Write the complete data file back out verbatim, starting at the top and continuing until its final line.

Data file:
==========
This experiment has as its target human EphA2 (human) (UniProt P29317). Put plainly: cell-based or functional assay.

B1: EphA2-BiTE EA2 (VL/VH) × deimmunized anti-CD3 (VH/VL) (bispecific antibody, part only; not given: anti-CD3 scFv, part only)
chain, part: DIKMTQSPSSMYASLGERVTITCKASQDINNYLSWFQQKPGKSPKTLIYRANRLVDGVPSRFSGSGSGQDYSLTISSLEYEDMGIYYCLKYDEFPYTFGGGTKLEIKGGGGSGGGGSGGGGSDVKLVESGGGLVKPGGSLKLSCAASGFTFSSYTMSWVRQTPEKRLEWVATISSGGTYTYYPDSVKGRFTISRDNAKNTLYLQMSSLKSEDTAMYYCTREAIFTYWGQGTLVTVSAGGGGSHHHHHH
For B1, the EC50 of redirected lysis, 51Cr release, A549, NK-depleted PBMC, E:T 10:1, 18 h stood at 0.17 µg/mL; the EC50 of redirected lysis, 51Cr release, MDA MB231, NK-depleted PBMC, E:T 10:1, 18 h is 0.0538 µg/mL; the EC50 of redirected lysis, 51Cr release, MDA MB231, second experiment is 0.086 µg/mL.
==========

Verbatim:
This experiment has as its target human EphA2 (human) (UniProt P29317). Put plainly: cell-based or functional assay.

B1: EphA2-BiTE EA2 (VL/VH) × deimmunized anti-CD3 (VH/VL) (bispecific antibody, part only; not given: anti-CD3 scFv, part only)
chain, part: DIKMTQSPSSMYASLGERVTITCKASQDINNYLSWFQQKPGKSPKTLIYRANRLVDGVPSRFSGSGSGQDYSLTISSLEYEDMGIYYCLKYDEFPYTFGGGTKLEIKGGGGSGGGGSGGGGSDVKLVESGGGLVKPGGSLKLSCAASGFTFSSYTMSWVRQTPEKRLEWVATISSGGTYTYYPDSVKGRFTISRDNAKNTLYLQMSSLKSEDTAMYYCTREAIFTYWGQGTLVTVSAGGGGSHHHHHH
For B1, the EC50 of redirected lysis, 51Cr release, A549, NK-depleted PBMC, E:T 10:1, 18 h stood at 0.17 µg/mL; the EC50 of redirected lysis, 51Cr release, MDA MB231, NK-depleted PBMC, E:T 10:1, 18 h is 0.0538 µg/mL; the EC50 of redirected lysis, 51Cr release, MDA MB231, second experiment is 0.086 µg/mL.